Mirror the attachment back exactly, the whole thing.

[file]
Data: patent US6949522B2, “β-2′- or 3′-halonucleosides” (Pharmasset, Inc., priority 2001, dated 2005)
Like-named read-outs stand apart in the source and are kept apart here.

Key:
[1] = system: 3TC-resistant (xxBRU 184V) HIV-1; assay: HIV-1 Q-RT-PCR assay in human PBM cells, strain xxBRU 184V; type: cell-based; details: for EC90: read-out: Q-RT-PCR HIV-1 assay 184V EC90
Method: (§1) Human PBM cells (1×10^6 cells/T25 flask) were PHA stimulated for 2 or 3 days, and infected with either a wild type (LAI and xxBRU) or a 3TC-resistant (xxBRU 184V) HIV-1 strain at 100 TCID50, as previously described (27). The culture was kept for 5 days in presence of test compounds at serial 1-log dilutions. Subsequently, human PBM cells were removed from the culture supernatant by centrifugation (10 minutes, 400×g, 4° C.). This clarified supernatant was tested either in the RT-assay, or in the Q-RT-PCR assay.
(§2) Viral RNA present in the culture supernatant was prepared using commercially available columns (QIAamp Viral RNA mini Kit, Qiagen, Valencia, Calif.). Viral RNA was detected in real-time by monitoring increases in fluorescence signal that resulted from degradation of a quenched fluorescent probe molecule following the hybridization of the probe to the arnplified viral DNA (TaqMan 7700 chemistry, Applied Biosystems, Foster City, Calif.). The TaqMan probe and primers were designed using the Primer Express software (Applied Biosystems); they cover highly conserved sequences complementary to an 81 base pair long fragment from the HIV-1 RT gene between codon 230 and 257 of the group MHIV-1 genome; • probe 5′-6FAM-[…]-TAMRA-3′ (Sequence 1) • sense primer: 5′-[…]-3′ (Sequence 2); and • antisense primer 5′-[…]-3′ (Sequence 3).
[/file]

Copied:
Data: patent US6949522B2, “β-2′- or 3′-halonucleosides” (Pharmasset, Inc., priority 2001, dated 2005)
Like-named read-outs stand apart in the source and are kept apart here.

Key:
[1] = system: 3TC-resistant (xxBRU 184V) HIV-1; assay: HIV-1 Q-RT-PCR assay in human PBM cells, strain xxBRU 184V; type: cell-based; details: for EC90: read-out: Q-RT-PCR HIV-1 assay 184V EC90
Method: (§1) Human PBM cells (1×10^6 cells/T25 flask) were PHA stimulated for 2 or 3 days, and infected with either a wild type (LAI and xxBRU) or a 3TC-resistant (xxBRU 184V) HIV-1 strain at 100 TCID50, as previously described (27). The culture was kept for 5 days in presence of test compounds at serial 1-log dilutions. Subsequently, human PBM cells were removed from the culture supernatant by centrifugation (10 minutes, 400×g, 4° C.). This clarified supernatant was tested either in the RT-assay, or in the Q-RT-PCR assay.
(§2) Viral RNA present in the culture supernatant was prepared using commercially available columns (QIAamp Viral RNA mini Kit, Qiagen, Valencia, Calif.). Viral RNA was detected in real-time by monitoring increases in fluorescence signal that resulted from degradation of a quenched fluorescent probe molecule following the hybridization of the probe to the arnplified viral DNA (TaqMan 7700 chemistry, Applied Biosystems, Foster City, Calif.). The TaqMan probe and primers were designed using the Primer Express software (Applied Biosystems); they cover highly conserved sequences complementary to an 81 base pair long fragment from the HIV-1 RT gene between codon 230 and 257 of the group MHIV-1 genome; • probe 5′-6FAM-[…]-TAMRA-3′ (Sequence 1) • sense primer: 5′-[…]-3′ (Sequence 2); and • antisense primer 5′-[…]-3′ (Sequence 3).